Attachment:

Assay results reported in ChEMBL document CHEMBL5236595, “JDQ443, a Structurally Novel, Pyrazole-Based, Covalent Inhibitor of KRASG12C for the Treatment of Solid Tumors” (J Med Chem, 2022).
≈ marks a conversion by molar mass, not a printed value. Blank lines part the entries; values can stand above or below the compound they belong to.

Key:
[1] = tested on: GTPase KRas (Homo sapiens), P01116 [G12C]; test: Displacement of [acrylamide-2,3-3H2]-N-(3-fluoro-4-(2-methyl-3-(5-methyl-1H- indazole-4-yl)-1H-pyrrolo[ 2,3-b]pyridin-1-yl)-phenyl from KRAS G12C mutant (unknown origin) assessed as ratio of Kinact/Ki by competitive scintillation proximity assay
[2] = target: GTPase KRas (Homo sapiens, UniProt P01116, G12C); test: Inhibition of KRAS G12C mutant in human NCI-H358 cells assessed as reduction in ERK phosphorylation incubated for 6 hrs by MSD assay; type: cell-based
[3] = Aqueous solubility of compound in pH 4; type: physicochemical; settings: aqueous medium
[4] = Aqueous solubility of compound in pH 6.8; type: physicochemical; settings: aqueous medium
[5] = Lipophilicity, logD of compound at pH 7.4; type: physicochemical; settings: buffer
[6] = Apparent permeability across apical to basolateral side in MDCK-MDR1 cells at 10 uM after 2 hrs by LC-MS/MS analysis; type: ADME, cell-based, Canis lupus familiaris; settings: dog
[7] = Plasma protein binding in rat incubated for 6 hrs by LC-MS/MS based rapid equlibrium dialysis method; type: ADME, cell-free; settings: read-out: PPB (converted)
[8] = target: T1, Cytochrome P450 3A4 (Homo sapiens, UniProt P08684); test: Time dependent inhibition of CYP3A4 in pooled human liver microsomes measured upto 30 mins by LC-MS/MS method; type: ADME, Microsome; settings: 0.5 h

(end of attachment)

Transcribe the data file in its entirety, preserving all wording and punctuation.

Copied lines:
Assay results reported in ChEMBL document CHEMBL5236595, “JDQ443, a Structurally Novel, Pyrazole-Based, Covalent Inhibitor of KRASG12C for the Treatment of Solid Tumors” (J Med Chem, 2022).
≈ marks a conversion by molar mass, not a printed value. Blank lines part the entries; values can stand above or below the compound they belong to.

Key:
[1] = tested on: GTPase KRas (Homo sapiens), P01116 [G12C]; test: Displacement of [acrylamide-2,3-3H2]-N-(3-fluoro-4-(2-methyl-3-(5-methyl-1H- indazole-4-yl)-1H-pyrrolo[ 2,3-b]pyridin-1-yl)-phenyl from KRAS G12C mutant (unknown origin) assessed as ratio of Kinact/Ki by competitive scintillation proximity assay
[2] = target: GTPase KRas (Homo sapiens, UniProt P01116, G12C); test: Inhibition of KRAS G12C mutant in human NCI-H358 cells assessed as reduction in ERK phosphorylation incubated for 6 hrs by MSD assay; type: cell-based
[3] = Aqueous solubility of compound in pH 4; type: physicochemical; settings: aqueous medium
[4] = Aqueous solubility of compound in pH 6.8; type: physicochemical; settings: aqueous medium
[5] = Lipophilicity, logD of compound at pH 7.4; type: physicochemical; settings: buffer
[6] = Apparent permeability across apical to basolateral side in MDCK-MDR1 cells at 10 uM after 2 hrs by LC-MS/MS analysis; type: ADME, cell-based, Canis lupus familiaris; settings: dog
[7] = Plasma protein binding in rat incubated for 6 hrs by LC-MS/MS based rapid equlibrium dialysis method; type: ADME, cell-free; settings: read-out: PPB (converted)
[8] = target: T1, Cytochrome P450 3A4 (Homo sapiens, UniProt P08684); test: Time dependent inhibition of CYP3A4 in pooled human liver microsomes measured upto 30 mins by LC-MS/MS method; type: ADME, Microsome; settings: 0.5 h